[Python-Dev] PEP 460 reboot
Guido van Rossum
guido at python.org
Tue Jan 14 21:07:49 CET 2014
On Tue, Jan 14, 2014 at 12:04 PM, Eric V. Smith <eric at trueblade.com> wrote:
> On 01/14/2014 01:52 PM, Guido van Rossum wrote:
>> But the way to arrive at this behavior without duplicating a whole lot
>> of code seems to be to call the existing text-based __format__ API and
>> convert the result to bytes -- for numbers this should be safe (their
>> formatting produces just ASCII digits and a selected few other ASCII
>> characters) but leads to an undesirable outcome for other types -- not
>> just str but also e.g. lists or dicts containing str instances, since
>> those call __repr__ on the contained items, and repr() may produce
>> non-ASCII bytes.
> That's why I suggested restricting the types supported. If we could live
> with just a subset of known types, then we could hard-code the
> conversions to bytes. How many types with custom __format__'s are really
> getting written to byte strings in 2.x? For that matter, are any lists,
> sets, or dicts (or anything else using object.__format__'s conversion
> using str()) really getting written to bytes? Do we need to support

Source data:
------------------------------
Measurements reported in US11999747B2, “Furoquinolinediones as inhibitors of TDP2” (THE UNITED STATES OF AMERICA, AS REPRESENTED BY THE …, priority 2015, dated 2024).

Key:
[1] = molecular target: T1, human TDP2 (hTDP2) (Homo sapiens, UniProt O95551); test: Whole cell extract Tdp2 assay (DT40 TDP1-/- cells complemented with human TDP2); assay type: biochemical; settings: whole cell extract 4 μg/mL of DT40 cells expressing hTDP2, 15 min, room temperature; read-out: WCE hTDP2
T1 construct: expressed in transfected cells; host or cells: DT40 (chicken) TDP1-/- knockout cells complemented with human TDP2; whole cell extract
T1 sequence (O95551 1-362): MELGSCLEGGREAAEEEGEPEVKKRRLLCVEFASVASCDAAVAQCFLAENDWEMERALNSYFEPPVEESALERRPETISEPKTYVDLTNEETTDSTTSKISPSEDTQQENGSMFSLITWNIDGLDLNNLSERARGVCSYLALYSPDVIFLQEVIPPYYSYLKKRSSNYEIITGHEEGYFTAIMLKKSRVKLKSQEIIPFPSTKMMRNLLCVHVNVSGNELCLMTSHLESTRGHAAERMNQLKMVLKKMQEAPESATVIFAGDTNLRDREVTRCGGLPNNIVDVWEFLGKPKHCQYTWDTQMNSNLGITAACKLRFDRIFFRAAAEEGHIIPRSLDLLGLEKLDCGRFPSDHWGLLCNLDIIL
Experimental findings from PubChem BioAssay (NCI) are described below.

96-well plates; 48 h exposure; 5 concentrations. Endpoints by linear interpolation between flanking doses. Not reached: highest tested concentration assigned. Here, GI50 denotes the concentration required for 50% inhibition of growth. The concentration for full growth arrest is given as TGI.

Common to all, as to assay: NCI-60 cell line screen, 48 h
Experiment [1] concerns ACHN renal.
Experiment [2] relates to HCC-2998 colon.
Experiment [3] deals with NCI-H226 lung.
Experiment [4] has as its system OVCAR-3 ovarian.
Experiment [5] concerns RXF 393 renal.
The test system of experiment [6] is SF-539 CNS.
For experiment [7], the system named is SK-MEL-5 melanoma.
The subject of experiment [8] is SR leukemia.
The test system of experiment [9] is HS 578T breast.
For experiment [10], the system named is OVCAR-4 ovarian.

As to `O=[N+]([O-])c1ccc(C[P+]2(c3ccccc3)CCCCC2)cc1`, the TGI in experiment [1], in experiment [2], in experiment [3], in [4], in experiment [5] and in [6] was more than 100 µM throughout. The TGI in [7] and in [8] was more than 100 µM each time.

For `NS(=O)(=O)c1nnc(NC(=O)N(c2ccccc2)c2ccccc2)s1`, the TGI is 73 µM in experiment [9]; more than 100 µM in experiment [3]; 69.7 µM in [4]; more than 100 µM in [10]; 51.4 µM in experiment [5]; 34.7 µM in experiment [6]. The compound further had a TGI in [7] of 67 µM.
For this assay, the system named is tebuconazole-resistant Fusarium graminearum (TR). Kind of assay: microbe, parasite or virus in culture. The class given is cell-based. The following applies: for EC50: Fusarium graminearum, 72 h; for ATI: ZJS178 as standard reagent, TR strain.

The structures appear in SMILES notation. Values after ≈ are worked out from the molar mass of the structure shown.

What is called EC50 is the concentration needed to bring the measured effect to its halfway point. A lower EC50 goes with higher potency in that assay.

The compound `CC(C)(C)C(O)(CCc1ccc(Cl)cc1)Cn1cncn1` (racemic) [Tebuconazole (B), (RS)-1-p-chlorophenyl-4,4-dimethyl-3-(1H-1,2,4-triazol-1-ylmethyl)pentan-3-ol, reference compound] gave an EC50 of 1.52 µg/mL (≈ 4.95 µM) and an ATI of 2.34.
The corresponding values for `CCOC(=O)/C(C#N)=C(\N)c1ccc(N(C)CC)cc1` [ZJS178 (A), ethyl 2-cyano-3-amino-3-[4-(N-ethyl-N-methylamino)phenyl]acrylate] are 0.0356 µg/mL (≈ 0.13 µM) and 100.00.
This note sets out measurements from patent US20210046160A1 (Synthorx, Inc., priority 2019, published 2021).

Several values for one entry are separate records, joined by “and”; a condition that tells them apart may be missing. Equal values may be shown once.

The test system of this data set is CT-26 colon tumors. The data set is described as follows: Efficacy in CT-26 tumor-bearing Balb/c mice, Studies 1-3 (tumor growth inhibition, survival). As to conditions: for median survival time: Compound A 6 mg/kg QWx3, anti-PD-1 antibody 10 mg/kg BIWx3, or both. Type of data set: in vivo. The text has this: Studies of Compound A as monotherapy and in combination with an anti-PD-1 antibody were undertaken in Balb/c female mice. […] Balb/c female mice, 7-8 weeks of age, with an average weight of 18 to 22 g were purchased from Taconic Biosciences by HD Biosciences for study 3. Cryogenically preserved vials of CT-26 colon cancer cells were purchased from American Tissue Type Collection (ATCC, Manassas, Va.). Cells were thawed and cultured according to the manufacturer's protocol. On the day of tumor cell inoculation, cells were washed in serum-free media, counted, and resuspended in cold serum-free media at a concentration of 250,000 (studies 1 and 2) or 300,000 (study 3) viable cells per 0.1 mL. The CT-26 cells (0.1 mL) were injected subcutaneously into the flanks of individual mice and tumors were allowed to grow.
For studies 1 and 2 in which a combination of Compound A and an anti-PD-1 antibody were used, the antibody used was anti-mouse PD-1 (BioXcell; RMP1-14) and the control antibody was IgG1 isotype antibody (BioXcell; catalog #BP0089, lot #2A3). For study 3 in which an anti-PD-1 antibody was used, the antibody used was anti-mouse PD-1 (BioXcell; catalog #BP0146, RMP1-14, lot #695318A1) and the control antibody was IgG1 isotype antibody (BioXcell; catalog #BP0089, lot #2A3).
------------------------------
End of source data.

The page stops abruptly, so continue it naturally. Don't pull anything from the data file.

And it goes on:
> these cases?
> In my mind, this comes down to: are we trying to add this just to make
> porting easier? In my mind, we wouldn't even be adding feature at all
> except for ease of porting 2.x code. So we should focus on what features
> are used in the code we're trying to port. I don't think our focus is on
> 2.x code that's using u''.format(), it's 2.x code that's been reviewed
> and is still using b''.format() because it's building up bytes for a
> wire protocol. And that code is not likely to need to format objects
> with arbitrary __format__ methods, or even str (in the 3.x sense). It's
> only likely to use numbers and bytes (or str in the 2.x sense).
Yes, these are exactly the right questions to ask.
--Guido van Rossum (python.org/~guido)
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